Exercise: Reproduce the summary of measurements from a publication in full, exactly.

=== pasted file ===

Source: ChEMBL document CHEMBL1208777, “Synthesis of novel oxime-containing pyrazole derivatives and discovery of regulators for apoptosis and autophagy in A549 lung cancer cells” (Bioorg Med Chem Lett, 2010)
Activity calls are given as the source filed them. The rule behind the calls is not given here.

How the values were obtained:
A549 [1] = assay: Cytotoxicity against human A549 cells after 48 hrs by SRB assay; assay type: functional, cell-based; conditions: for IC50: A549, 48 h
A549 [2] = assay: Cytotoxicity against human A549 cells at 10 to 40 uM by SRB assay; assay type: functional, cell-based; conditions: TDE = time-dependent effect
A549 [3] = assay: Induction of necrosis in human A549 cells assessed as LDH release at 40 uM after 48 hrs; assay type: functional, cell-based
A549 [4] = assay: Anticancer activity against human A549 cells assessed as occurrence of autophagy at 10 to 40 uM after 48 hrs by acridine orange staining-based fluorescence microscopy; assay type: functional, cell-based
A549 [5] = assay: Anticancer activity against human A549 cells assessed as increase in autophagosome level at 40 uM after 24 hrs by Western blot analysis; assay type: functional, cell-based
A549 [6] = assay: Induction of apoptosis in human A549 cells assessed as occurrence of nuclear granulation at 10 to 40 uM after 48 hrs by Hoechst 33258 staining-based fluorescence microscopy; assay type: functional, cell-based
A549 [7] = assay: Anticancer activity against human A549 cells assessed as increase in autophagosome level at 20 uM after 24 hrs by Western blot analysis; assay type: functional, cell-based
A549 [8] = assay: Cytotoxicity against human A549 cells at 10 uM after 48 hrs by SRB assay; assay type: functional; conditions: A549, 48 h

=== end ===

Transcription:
Source: ChEMBL document CHEMBL1208777, “Synthesis of novel oxime-containing pyrazole derivatives and discovery of regulators for apoptosis and autophagy in A549 lung cancer cells” (Bioorg Med Chem Lett, 2010)
Activity calls are given as the source filed them. The rule behind the calls is not given here.

How the values were obtained:
A549 [1] = assay: Cytotoxicity against human A549 cells after 48 hrs by SRB assay; assay type: functional, cell-based; conditions: for IC50: A549, 48 h
A549 [2] = assay: Cytotoxicity against human A549 cells at 10 to 40 uM by SRB assay; assay type: functional, cell-based; conditions: TDE = time-dependent effect
A549 [3] = assay: Induction of necrosis in human A549 cells assessed as LDH release at 40 uM after 48 hrs; assay type: functional, cell-based
A549 [4] = assay: Anticancer activity against human A549 cells assessed as occurrence of autophagy at 10 to 40 uM after 48 hrs by acridine orange staining-based fluorescence microscopy; assay type: functional, cell-based
A549 [5] = assay: Anticancer activity against human A549 cells assessed as increase in autophagosome level at 40 uM after 24 hrs by Western blot analysis; assay type: functional, cell-based
A549 [6] = assay: Induction of apoptosis in human A549 cells assessed as occurrence of nuclear granulation at 10 to 40 uM after 48 hrs by Hoechst 33258 staining-based fluorescence microscopy; assay type: functional, cell-based
A549 [7] = assay: Anticancer activity against human A549 cells assessed as increase in autophagosome level at 20 uM after 24 hrs by Western blot analysis; assay type: functional, cell-based
A549 [8] = assay: Cytotoxicity against human A549 cells at 10 uM after 48 hrs by SRB assay; assay type: functional; conditions: A549, 48 h